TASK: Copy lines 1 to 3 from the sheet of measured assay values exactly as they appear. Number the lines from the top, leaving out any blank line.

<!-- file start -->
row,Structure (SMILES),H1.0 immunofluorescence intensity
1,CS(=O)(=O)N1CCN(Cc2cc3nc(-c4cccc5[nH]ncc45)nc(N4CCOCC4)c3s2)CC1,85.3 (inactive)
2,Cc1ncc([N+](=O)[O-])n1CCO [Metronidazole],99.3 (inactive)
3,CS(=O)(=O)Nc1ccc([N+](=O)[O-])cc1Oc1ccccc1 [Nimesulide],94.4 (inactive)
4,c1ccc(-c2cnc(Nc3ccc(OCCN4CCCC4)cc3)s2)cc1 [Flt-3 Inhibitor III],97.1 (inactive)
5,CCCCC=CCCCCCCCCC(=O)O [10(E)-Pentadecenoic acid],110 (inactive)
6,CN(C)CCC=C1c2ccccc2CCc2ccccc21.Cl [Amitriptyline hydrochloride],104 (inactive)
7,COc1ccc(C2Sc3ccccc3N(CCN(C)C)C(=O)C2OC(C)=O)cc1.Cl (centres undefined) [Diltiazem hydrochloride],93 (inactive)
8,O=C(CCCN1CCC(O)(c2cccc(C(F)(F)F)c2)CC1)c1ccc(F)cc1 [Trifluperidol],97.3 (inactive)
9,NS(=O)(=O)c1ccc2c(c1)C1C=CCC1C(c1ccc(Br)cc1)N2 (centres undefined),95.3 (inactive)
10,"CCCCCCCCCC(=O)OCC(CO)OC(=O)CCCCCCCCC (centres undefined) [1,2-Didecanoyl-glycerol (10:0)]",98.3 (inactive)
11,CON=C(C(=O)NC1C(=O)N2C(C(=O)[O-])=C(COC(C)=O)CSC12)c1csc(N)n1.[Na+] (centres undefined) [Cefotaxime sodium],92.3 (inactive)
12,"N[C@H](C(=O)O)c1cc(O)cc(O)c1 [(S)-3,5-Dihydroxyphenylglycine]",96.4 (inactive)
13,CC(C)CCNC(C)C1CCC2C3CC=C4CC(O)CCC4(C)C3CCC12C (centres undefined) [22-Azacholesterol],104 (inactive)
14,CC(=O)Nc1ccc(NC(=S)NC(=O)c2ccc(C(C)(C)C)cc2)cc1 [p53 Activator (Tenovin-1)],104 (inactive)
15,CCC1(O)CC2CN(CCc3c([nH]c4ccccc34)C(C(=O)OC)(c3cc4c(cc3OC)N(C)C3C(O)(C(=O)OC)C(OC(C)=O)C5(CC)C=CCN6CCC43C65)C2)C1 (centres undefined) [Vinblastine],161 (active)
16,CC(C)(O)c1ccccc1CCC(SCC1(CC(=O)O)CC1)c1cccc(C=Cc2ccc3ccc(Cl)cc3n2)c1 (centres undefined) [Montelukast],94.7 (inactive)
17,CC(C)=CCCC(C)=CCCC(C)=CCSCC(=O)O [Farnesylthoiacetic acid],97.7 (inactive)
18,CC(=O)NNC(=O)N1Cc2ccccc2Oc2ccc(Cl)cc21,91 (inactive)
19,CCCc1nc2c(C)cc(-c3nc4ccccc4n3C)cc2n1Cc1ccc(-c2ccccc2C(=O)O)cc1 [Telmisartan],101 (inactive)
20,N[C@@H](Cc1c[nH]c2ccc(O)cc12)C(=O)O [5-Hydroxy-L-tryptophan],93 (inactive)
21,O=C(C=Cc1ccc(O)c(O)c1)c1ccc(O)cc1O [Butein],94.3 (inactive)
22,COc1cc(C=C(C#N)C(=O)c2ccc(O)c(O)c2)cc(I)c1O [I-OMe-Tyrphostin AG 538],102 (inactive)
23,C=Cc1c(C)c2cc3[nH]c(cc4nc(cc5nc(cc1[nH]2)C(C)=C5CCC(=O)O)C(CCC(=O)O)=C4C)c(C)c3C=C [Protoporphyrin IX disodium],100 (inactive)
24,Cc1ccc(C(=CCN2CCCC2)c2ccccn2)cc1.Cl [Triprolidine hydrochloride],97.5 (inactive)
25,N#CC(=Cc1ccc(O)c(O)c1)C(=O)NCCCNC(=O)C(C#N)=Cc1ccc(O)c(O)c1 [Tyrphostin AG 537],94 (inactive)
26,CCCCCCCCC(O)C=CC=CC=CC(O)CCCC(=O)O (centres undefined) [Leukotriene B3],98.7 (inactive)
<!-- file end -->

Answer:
row,Structure (SMILES),H1.0 immunofluorescence intensity
1,CS(=O)(=O)N1CCN(Cc2cc3nc(-c4cccc5[nH]ncc45)nc(N4CCOCC4)c3s2)CC1,85.3 (inactive)
2,Cc1ncc([N+](=O)[O-])n1CCO [Metronidazole],99.3 (inactive)